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No book about Vietnam has portrayed so powerfully the personal realities of that war as Michael Herr’s Dispatches. Only a writer possessing Herr’s brilliance and daring could have invented a language adequate to the hallucinatory quality of the lives American soldiers led there. These pieces, which caused a sensation when they first appeared in Esquire and New American Review, portray the frightening, grotesque, and absurd aspects of a senseless war as seen from the trenches: under siege at Khe Sanh; strapped into a helicopter as it takes fire from the ground; on patrol with men who signed up again because they couldn’t deal with life back in the World; on R & R and in the field with Sean Flynn, son of Captain Blood; the war-movie fantasies everyone shared; the nightmares that come years after the war is over. Dispatches is unique in its emotional immediacy and unparalleled in its intense depiction of one of the defining collective experiences in postwar American history.
PRAISE FOR Dispatches:
“Nothing else so far has even come close to conveying how different this war was from any we fought—or how utterly different were the methods and the men who fought for us.” —C. D. B. Bryan, The New York Times Book Review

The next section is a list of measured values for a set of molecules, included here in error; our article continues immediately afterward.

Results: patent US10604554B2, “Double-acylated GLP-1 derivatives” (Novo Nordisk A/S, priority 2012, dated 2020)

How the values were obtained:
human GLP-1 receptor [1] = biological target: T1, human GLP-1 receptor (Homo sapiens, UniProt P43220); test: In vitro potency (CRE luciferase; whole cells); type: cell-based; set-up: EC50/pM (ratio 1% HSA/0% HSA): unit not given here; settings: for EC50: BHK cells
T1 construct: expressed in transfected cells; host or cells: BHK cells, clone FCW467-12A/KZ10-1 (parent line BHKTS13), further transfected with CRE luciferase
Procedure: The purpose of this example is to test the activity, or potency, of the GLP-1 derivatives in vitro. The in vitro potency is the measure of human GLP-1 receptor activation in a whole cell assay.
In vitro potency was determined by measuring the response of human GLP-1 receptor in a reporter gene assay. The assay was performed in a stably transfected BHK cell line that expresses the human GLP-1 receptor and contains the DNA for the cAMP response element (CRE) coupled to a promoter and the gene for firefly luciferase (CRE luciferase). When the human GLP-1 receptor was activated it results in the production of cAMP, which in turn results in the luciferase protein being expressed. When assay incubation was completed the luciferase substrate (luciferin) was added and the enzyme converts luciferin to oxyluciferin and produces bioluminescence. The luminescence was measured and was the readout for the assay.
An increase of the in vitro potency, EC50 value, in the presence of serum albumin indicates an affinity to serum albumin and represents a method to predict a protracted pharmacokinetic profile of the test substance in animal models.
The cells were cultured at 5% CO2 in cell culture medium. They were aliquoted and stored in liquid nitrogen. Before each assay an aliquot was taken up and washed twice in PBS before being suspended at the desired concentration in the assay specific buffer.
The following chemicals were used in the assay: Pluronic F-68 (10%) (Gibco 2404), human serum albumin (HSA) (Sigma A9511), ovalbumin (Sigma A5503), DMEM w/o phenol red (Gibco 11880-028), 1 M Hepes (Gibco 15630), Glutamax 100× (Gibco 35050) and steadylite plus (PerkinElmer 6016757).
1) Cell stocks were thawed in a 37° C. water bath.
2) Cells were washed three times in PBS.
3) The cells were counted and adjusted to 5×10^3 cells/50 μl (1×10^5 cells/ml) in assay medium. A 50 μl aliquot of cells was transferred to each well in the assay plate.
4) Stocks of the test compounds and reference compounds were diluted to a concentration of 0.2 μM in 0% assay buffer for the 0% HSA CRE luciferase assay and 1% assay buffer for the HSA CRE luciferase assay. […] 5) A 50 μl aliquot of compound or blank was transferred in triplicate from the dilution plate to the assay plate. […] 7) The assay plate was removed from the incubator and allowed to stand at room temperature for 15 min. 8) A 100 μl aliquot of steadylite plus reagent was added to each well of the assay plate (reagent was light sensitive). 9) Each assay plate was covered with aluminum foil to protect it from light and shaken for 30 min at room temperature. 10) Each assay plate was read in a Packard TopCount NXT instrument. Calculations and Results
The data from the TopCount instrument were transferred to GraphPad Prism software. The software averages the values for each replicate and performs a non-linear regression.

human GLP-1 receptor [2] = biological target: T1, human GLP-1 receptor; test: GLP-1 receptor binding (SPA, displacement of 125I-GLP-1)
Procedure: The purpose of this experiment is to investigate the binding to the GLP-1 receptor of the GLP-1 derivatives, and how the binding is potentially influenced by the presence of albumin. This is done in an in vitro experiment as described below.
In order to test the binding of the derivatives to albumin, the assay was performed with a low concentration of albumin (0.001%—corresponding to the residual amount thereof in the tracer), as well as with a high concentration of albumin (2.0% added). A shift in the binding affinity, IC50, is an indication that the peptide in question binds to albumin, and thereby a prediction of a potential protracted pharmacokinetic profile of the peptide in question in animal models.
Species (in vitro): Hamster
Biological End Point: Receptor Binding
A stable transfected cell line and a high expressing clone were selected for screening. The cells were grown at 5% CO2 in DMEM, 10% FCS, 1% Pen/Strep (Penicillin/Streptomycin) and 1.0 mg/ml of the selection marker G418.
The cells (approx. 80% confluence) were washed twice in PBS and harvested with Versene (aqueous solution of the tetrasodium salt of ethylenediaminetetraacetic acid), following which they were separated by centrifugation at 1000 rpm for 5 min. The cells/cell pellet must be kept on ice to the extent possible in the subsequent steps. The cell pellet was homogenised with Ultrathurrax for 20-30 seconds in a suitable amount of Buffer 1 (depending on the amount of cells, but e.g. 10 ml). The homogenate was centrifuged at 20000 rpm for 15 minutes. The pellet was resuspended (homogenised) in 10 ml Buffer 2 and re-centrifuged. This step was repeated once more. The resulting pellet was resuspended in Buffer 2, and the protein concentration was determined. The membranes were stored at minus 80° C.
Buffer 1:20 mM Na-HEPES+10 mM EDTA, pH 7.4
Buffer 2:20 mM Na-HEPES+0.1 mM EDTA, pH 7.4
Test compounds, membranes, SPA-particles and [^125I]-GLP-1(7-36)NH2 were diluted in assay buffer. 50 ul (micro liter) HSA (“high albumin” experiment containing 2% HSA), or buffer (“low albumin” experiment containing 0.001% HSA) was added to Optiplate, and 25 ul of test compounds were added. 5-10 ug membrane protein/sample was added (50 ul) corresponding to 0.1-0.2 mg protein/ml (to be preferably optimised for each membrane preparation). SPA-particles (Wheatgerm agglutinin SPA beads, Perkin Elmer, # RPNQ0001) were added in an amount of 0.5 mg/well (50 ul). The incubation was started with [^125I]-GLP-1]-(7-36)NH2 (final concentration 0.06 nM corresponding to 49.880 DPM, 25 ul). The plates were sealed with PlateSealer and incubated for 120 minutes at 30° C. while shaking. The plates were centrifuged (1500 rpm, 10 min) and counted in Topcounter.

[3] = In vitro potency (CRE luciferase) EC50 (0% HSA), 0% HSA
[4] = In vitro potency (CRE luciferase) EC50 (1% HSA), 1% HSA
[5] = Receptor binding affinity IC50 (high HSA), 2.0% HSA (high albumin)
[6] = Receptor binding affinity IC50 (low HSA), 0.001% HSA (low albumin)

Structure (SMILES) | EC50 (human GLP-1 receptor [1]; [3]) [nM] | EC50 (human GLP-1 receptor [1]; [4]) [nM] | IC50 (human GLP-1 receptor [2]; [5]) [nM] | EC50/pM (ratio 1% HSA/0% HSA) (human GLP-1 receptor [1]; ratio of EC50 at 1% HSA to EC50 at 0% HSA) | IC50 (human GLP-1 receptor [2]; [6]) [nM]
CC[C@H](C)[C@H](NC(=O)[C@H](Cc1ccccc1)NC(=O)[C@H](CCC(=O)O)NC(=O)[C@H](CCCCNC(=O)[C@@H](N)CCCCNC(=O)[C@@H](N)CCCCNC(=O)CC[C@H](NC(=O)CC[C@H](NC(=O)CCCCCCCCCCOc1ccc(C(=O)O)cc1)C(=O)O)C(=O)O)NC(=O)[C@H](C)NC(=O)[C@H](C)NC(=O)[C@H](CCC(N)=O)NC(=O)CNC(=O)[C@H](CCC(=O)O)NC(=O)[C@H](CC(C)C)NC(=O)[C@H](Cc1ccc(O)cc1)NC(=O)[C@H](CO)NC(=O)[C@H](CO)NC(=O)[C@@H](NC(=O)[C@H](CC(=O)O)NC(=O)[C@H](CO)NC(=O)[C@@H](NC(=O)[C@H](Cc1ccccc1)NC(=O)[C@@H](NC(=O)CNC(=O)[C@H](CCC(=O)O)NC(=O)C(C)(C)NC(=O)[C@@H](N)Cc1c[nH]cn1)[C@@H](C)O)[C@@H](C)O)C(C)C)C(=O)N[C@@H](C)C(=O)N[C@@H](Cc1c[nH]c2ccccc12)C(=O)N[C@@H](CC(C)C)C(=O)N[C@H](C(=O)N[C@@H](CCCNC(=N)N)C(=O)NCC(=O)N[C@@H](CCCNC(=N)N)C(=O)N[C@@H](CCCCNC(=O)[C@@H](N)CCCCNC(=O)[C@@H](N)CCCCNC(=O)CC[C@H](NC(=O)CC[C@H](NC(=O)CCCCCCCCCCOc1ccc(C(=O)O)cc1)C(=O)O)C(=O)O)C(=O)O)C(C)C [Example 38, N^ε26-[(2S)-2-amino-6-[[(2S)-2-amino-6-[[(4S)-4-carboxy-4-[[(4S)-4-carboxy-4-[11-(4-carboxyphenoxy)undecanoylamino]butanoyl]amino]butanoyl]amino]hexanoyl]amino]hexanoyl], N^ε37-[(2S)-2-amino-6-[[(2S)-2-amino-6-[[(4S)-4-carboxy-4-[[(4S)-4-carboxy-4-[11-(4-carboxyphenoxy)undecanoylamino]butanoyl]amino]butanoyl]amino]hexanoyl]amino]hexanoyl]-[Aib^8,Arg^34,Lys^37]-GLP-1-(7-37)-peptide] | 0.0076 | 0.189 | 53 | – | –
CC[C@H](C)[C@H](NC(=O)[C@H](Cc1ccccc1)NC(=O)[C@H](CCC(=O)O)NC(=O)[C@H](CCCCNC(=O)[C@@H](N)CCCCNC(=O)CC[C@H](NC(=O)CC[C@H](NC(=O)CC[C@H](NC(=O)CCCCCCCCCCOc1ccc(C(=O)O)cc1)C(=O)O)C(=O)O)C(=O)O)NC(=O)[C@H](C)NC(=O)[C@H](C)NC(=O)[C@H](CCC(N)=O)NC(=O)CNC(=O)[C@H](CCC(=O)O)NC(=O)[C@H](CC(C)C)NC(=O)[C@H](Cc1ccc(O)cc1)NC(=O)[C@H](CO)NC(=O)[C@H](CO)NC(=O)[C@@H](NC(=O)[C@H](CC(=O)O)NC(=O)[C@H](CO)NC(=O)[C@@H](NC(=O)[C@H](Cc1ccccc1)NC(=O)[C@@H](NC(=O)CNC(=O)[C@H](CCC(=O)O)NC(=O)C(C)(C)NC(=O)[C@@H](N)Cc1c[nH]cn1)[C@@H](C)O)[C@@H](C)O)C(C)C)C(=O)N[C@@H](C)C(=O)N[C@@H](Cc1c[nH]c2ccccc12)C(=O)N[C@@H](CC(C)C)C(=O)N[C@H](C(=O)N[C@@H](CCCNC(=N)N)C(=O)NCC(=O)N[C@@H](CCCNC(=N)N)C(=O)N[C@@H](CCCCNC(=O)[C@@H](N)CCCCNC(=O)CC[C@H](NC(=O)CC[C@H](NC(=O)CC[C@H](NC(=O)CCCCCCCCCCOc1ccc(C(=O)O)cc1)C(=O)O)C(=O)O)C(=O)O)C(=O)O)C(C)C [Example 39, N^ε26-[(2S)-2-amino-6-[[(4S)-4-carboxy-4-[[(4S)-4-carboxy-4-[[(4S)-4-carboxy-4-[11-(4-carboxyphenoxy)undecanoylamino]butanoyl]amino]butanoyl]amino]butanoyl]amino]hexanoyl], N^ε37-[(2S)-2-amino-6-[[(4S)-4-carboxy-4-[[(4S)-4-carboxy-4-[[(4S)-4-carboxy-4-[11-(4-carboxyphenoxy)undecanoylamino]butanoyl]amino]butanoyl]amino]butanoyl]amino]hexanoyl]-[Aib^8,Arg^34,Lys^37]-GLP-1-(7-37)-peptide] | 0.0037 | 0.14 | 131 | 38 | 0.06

“With uncanny precision [Dispatches] summons up the very essence of [the Vietnam War]—its space diction, its surreal psychology, its bitter humor—the dope, the dexedrine, the body bags, the rot, all of it . . . I believe it may be the best personal journal about war, any war, that any writer has ever accomplished.” —Robert Stone, Chicago Tribune
“The best book I have ever read on men and war in our time.” —John le Carré
“In the great line of Crane, Orwell, and Hemingway . . . Herr reaches an excruciating level of intensity. . . . He seems to have brought to this book the ear of a musician and the eye of a painter. . . . The premier war correspondence of Vietnam.” —The Washington Post